We all recognize that there are different kinds of work that we do: some that we’re good at, some that we enjoy doing, and some which we dislike or we’re not so good at.
But how many of us take steps to reduce the types of work that we dislike, and increase the types that we love?
In today’s episode, we’ll be going over 7 different types of work, and narrowing it down to the 2 types we should all be focusing on.
Watch the video above (or listen or read below) for the full lesson so you can take the next step towards creating and maintaining a #4DayWorkWeek
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Have you ever found that there are some types of work that you like doing, but there are other types of work you don't like doing?
If you've had a career for any period of time and ever worked in a role where you have to do multiple tasks, you've probably found that you like doing some of them more than others.
One of the most important things that I've found to make my career and my time more enjoyable is to focus on the work I really enjoy.
Years ago, I did a project on retirement for a career counseling course that was part of my master’s degree in psychology. I asked lots of people what their definition of retirement was, and when they thought they’d get there. One man’s answer really struck me.
He told me, "Wade, I'm already retired. By my definition, I'm doing what I want with my time, I'm helping people manage their money, their funds, I’m helping them create the finances for their goals and their kids' education and so on. As far as I'm concerned, I'm really already retired. I don't yet financially have all the money set aside to where I could afford to pull the plug on working, but my goal is never to stop working, though I might work a little less as I get older.”
His definition of work was a much higher evolved, or at least a more enjoyable vision of work than a lot of people have.
Over the years, I've looked at different types of work I've been involved in and found that some of them I really enjoyed, and some of them I didn't. I'm going to share with you 7 different types of work, and the 2 that you eventually want to get most of your time in.
The reason I want to show you all 7 of them, though, is so you can get an appreciation for where you are and then realize that it's not just a matter of, "I do work I hate," or, "I do work I love." There are gradations, and there's a process that you might even go through, and as long as you're evolving, there should be hope for you.
The 7 Types of Work
The first type we're going to look at is outright slave labor. This is something that most of us think is a thing of the past. Unfortunately, it still goes on in some countries. It’s forced and it's abusive. An example of this might be a kidnapped slave worker. Hopefully, this is something that you're not having to experience or never had to experience, but sadly, that still goes on these days. Most of us, if you're watching this video, are probably not having to experience that, but that's a sad truth that sometimes happens. Obviously, this is really the lowest form of work.
The second type of work I'm going to call subhuman, and that's where it's also abusive, and it's kind of an only option. In some parts of the world, the only job option a person might have could be something like working in a sweatshop or indebted labor. These are people who are working 14, 16, 18 hours a day, in poor working conditions. They’re unhealthy, and maybe even getting injured. Most people around the world would agree that's pretty subhuman, at least in terms of the working conditions.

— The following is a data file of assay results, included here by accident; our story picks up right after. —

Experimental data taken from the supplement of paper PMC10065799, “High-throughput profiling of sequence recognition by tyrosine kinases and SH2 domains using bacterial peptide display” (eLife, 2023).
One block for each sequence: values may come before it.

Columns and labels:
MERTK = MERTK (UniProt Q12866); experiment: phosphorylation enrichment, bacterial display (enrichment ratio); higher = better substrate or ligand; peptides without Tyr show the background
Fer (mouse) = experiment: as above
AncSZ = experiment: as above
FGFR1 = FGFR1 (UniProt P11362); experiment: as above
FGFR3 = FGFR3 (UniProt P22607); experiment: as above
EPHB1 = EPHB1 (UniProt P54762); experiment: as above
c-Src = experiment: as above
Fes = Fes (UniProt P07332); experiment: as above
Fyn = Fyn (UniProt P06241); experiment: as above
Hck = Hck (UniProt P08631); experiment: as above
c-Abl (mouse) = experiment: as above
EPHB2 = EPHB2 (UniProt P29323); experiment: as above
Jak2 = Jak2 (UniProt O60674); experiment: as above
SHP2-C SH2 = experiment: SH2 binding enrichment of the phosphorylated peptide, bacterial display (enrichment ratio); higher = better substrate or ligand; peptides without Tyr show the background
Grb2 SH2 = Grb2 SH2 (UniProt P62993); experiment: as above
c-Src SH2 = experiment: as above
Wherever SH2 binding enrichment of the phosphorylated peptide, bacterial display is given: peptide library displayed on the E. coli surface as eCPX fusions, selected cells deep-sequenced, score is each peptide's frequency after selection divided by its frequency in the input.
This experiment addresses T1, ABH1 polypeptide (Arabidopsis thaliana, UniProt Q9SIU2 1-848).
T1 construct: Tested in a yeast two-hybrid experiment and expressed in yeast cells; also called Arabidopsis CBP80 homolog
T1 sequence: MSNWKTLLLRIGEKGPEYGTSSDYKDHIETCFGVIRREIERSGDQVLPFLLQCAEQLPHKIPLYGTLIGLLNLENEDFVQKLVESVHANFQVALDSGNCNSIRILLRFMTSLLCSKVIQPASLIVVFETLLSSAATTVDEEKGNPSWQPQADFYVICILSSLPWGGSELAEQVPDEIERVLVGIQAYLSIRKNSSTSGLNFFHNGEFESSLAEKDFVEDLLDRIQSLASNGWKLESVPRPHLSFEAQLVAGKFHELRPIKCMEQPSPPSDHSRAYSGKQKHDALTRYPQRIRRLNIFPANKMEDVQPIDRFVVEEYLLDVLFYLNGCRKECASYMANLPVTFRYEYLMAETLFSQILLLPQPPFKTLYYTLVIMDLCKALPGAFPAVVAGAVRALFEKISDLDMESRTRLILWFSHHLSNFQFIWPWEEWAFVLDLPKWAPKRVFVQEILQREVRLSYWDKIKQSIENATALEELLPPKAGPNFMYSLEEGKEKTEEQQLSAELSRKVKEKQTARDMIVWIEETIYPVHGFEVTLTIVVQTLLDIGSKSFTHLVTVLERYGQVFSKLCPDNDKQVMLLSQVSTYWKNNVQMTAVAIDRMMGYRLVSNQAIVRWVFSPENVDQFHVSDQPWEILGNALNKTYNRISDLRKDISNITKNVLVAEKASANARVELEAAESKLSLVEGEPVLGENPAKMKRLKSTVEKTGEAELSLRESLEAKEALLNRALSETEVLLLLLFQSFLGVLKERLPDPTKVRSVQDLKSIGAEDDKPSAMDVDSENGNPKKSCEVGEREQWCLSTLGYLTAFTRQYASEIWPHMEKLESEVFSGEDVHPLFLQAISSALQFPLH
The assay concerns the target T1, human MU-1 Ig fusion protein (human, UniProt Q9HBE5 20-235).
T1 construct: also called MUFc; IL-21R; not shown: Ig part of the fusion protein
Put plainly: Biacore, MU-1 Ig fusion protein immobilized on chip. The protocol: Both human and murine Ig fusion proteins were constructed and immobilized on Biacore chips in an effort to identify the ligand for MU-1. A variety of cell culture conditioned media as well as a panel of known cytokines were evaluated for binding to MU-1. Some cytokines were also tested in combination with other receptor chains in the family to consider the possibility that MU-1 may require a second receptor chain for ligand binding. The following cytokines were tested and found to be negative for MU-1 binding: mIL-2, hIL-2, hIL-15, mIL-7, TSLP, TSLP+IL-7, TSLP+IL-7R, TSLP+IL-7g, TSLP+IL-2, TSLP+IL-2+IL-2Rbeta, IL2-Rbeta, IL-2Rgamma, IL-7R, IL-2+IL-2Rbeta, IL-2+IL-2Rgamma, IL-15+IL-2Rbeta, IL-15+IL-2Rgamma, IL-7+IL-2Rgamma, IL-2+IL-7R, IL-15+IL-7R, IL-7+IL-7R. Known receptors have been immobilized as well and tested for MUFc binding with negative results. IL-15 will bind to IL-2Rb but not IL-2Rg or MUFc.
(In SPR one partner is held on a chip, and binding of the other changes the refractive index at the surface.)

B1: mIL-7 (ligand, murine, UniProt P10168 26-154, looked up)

Next, there's what I like to call survival work. This is work that you might not like and you might not believe in, but it helps you pay the bills, so you do it. An example I use here is somebody who works for the tobacco company but doesn't believe in what they're doing. They believe that cigarettes are harmful for people, but they work for a tobacco company because, again, they need to pay the bills.
Success is a different experience of work. This is where we start feeling like we have some sort of control over what's going on, and maybe we like the pay or we like the benefits. We might dislike the work, but overall, we're at least feeling a little more powerful, and we're able to earn good money.
I think of the well-paid corporate zombie here: the person who says, "Man, I can't stand my work. "I can't wait for happy hour. "I really don't like it, but it helps pay for the things I enjoy, and so I work so that I can live. I certainly don't live to work.” Things could be worse for this person, but they could also be better.
Sacred work is work that helps you fund a greater purpose. It might be the exact same job you had in that success situation, but maybe it's something that's helping you pay the bills while you do something else, which might be starting your own business. If you're already an entrepreneur, and you ever jumped businesses, you might well have had this thought process.
Certainly, if you're an entrepreneur who started with one job and then started another project after hours and said, "Okay, I'm going to start this side business, so when the side business makes enough money, I'll quit my primary job," then you'll at least understand at least what I'm calling sacred work.